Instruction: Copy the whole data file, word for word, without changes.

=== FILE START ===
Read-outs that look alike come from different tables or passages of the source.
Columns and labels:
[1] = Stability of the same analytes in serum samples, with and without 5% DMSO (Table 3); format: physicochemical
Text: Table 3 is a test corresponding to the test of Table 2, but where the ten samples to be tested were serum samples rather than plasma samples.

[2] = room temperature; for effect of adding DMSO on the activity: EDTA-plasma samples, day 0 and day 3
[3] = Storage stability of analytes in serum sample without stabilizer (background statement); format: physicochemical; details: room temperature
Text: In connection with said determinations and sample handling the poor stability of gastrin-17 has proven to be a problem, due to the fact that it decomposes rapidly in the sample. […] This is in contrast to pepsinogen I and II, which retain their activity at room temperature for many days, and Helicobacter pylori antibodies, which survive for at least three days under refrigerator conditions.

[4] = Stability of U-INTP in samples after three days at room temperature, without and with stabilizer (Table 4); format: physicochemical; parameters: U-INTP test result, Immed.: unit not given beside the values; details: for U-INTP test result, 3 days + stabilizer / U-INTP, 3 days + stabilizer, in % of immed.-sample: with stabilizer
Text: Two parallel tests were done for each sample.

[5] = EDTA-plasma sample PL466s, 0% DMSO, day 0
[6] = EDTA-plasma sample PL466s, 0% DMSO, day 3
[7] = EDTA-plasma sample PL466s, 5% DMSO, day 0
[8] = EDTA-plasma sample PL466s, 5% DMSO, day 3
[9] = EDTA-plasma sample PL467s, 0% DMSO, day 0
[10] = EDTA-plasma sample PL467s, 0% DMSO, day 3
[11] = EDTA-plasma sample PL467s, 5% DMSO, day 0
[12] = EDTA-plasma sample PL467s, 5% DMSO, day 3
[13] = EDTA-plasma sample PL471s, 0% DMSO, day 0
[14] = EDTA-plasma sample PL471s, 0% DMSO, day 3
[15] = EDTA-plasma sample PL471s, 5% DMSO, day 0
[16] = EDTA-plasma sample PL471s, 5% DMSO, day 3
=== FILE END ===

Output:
Read-outs that look alike come from different tables or passages of the source.
Columns and labels:
[1] = Stability of the same analytes in serum samples, with and without 5% DMSO (Table 3); format: physicochemical
Text: Table 3 is a test corresponding to the test of Table 2, but where the ten samples to be tested were serum samples rather than plasma samples.

[2] = room temperature; for effect of adding DMSO on the activity: EDTA-plasma samples, day 0 and day 3
[3] = Storage stability of analytes in serum sample without stabilizer (background statement); format: physicochemical; details: room temperature
Text: In connection with said determinations and sample handling the poor stability of gastrin-17 has proven to be a problem, due to the fact that it decomposes rapidly in the sample. […] This is in contrast to pepsinogen I and II, which retain their activity at room temperature for many days, and Helicobacter pylori antibodies, which survive for at least three days under refrigerator conditions.

[4] = Stability of U-INTP in samples after three days at room temperature, without and with stabilizer (Table 4); format: physicochemical; parameters: U-INTP test result, Immed.: unit not given beside the values; details: for U-INTP test result, 3 days + stabilizer / U-INTP, 3 days + stabilizer, in % of immed.-sample: with stabilizer
Text: Two parallel tests were done for each sample.

[5] = EDTA-plasma sample PL466s, 0% DMSO, day 0
[6] = EDTA-plasma sample PL466s, 0% DMSO, day 3
[7] = EDTA-plasma sample PL466s, 5% DMSO, day 0
[8] = EDTA-plasma sample PL466s, 5% DMSO, day 3
[9] = EDTA-plasma sample PL467s, 0% DMSO, day 0
[10] = EDTA-plasma sample PL467s, 0% DMSO, day 3
[11] = EDTA-plasma sample PL467s, 5% DMSO, day 0
[12] = EDTA-plasma sample PL467s, 5% DMSO, day 3
[13] = EDTA-plasma sample PL471s, 0% DMSO, day 0
[14] = EDTA-plasma sample PL471s, 0% DMSO, day 3
[15] = EDTA-plasma sample PL471s, 5% DMSO, day 0
[16] = EDTA-plasma sample PL471s, 5% DMSO, day 3